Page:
Source: https://www.youtube.com/watch?v=vP9eDmX0ow0

*Note: First you’re going to read my notes that ignore the bigger plot points involving Juliet’s relationship with Mark. Don’t worry! I’m going to end with all the juicy details and tell you how the story ends.  😉  I’m going to indicate all the MAJOR SPOILERS, but please be aware that anything I write could potentially be a SPOILER. Read at your own risk!  ⚠️

•  The book is all about pen pals, and the story is told through letters. That format works when the consumer is reading it, but as a visual medium, the film had to be different. There are still a few letters mentioned and read aloud but only that of Dawsey and Juliet in the very beginning of the movie. There are no written words exchanged between Juliet and her friends or the other members of the Guernsey Literary and Potato Peel Pie Society; all their interactions take place in-person. Actually, Juliet’s only friend that made the transition from book to movie is Sidney. For time purposes, I can understand why the film focuses more on the society members.

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•  I like the addition of Juliet’s landlord Mrs. Burns as a character. She adds a bit of humor as well as motherly attention. She seems to be uptight at first, complaining about the loud sound of Juliet on her typewriter. However, she’s the first person to express concern over Juliet’s mood after her return from Guernsey. Her face when she hears Juliet typing again is so sweet.

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•  For the most part, all the society members are as they should be. Dawsey is my new book boyfriend so my feelings about him are fairly obvious.  🥰  Eben is a sweetheart, and his grandson Ei is his mini me. Elizabeth McKenna is the go-getter in the group, the one with courage to stand up to the nazis. Isola Pribby is an adult version of Luna Lovegood, and I dare you to not love her. It’s impossible! Amelia is the character whose portrayal shocked me because she’s so cold at first. I’m not sure if this is the reason why, but Jane is her daughter in the movie, not Eben’s daughter. Elizabeth was Jane’s best friend and a second daughter to Amelia so Amelia’s protective of anything belonging to Elizabeth including the society. It’s worth noting that Eben could’ve been cold in the book for that same reason, but he wasn’t. I understand that she lost her husband, daughter, and Elizabeth during the war; that is a horrible burden for anyone to bear. I’m still not a fan of that creative choice, but Amelia is much more like her book self once she warms up to Juliet so that smooths out some of the edges for me.

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•  After the society is formed, there are clips of each member reading books in different spots on the island. In the midst of World War II & nazi occupation, those stories were their escape. That scene gave me chills and reminded me just how valuable books are.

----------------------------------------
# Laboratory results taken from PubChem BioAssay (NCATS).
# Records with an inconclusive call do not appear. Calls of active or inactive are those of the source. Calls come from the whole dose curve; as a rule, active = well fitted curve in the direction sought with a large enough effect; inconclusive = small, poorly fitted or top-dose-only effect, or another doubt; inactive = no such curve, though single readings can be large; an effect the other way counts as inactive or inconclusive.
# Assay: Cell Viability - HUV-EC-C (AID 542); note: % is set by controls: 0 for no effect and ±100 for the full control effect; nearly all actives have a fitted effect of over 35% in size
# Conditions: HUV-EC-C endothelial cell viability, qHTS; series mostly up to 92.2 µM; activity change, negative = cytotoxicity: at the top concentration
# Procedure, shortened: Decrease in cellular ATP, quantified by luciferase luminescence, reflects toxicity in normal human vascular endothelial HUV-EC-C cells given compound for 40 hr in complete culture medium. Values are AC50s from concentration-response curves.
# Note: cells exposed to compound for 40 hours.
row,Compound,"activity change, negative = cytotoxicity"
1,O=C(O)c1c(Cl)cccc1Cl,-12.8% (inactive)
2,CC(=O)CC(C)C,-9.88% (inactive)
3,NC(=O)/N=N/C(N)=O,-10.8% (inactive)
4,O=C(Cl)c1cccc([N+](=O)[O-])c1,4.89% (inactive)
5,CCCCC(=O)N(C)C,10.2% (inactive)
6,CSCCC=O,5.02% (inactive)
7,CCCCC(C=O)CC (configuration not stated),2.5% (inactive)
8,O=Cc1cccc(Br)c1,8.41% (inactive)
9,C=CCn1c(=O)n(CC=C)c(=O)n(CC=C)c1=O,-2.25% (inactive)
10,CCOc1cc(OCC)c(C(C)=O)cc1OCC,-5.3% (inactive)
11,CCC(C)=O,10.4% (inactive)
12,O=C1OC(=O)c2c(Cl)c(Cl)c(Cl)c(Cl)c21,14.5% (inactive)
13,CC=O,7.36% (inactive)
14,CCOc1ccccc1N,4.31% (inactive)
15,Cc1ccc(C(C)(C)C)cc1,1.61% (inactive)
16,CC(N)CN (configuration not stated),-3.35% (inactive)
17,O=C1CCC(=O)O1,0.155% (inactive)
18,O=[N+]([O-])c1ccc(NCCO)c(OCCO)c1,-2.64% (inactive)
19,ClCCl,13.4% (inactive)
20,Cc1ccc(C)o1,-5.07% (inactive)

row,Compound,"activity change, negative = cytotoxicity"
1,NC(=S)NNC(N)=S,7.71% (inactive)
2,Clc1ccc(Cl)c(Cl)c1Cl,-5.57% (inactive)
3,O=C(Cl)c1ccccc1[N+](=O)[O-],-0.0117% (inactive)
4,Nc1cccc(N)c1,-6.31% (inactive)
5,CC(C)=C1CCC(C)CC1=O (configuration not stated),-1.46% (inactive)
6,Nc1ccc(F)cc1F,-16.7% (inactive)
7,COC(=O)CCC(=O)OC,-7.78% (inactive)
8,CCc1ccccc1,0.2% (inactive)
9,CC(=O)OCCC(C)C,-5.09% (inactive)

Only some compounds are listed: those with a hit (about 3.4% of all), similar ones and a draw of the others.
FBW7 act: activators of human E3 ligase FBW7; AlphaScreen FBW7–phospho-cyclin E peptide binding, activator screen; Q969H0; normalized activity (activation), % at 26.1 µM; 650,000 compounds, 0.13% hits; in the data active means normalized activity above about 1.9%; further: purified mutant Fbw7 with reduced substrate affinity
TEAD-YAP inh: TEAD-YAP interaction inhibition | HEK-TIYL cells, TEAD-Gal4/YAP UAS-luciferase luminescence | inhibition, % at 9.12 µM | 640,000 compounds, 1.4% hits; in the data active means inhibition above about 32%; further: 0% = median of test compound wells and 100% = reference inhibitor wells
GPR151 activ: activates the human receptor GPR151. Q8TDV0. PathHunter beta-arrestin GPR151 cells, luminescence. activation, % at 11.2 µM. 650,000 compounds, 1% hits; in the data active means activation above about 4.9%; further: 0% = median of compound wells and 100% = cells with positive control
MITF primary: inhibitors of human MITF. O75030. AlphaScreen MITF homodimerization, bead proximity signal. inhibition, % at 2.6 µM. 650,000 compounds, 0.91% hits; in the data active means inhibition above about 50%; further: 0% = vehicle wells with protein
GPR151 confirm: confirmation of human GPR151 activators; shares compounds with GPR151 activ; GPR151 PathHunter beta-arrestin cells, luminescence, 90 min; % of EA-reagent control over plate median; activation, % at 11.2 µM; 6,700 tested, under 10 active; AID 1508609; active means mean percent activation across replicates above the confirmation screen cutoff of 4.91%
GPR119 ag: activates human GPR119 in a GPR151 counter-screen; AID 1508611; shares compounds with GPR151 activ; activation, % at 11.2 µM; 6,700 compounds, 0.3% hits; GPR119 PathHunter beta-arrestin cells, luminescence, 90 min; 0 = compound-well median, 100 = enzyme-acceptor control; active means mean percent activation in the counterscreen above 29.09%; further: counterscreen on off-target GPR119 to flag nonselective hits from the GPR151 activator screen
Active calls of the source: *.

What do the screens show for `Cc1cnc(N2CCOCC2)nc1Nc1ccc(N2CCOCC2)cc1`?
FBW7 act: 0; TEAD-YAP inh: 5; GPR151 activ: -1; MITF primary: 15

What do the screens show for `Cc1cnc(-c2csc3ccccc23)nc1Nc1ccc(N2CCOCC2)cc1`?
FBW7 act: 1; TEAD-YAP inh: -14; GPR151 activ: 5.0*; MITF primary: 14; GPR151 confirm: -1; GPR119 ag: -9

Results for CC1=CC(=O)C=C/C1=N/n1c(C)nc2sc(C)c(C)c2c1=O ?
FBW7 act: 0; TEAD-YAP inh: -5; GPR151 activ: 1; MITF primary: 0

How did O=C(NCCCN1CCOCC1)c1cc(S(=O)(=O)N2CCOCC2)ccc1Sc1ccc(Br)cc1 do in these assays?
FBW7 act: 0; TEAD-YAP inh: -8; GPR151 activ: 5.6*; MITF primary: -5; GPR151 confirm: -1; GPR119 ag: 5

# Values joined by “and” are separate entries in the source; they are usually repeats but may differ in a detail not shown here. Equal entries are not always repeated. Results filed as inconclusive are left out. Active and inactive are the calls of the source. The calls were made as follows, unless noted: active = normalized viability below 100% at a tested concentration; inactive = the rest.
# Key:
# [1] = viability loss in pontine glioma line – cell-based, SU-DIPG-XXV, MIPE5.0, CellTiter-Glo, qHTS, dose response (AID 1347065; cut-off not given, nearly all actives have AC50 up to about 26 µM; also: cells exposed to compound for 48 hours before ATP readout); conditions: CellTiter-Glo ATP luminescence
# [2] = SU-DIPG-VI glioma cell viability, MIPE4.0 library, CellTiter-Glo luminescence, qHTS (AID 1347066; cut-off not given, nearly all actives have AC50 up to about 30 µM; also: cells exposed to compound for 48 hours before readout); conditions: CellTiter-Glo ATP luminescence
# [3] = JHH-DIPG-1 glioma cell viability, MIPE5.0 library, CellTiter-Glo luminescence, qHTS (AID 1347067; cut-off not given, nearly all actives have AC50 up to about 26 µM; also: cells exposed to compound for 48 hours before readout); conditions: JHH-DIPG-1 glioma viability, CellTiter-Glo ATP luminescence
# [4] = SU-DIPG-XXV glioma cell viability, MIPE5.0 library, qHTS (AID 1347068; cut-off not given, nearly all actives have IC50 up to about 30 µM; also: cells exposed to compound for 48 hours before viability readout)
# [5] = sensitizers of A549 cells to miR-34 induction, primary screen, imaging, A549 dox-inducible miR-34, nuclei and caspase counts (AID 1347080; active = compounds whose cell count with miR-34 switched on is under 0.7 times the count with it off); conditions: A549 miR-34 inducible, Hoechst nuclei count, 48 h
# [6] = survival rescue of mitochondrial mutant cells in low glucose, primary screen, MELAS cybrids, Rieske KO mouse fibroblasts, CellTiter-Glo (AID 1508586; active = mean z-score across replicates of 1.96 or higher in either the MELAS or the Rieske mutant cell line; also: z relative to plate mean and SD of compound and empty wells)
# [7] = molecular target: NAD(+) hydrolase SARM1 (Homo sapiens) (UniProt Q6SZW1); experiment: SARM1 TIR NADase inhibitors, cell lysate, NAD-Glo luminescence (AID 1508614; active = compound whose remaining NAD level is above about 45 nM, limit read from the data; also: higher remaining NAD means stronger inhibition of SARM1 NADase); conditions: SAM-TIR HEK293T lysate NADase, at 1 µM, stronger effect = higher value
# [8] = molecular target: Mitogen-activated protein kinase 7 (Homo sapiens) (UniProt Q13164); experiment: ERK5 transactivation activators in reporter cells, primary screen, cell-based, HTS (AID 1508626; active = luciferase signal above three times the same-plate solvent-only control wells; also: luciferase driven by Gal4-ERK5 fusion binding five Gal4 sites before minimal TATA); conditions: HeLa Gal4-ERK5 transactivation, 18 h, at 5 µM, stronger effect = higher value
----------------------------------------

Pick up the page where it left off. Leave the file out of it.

•  Charlotte Stimple, the woman who gives Juliet a room for rent, is an awful person, similar to Patricia Hamilton’s portrayal of Rachel Lynde but without the redeeming qualities. Her name is different in the movie, the original being Adelaide Addison, but her personality is exactly as it should be. Horrible and wicked!

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•  I will discuss this in detail later. For now all you need to know is that Mark proposed to Juliet before she left for Guernsey, and she said yes. After she is on the island, Juliet has an interesting phone conversation with her friend and publisher Sidney about the proposal. His hesitation to congratulate her implies that he isn’t convinced Mark is the man for her. It feels like a nod to Sidney’s letters in the book disapproving of Mark and teasing Juliet about her constant mention of Dawsey. I appreciate that the film included this detail, even if the letters were combined into one phone conversation.

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•  Juliet’s reaction to Kit being half German is a great talking point. Most non-German Europeans during WWII had a fear of nazi hatred, in this case a fear of it being genetic. Despite that fear, the society raised Kit, and Juliet grew to love her like a daughter. The nazis were a manmade group of extremists who did not and do not represent the ethnically German people. Their army was filled with soldiers groomed from a young age to view certain groups of people with hatred and wipe them out. There’s a saying that kids aren’t born with hate in their heart, it’s taught to them. This is a prime example, sick and twisted and something to ponder.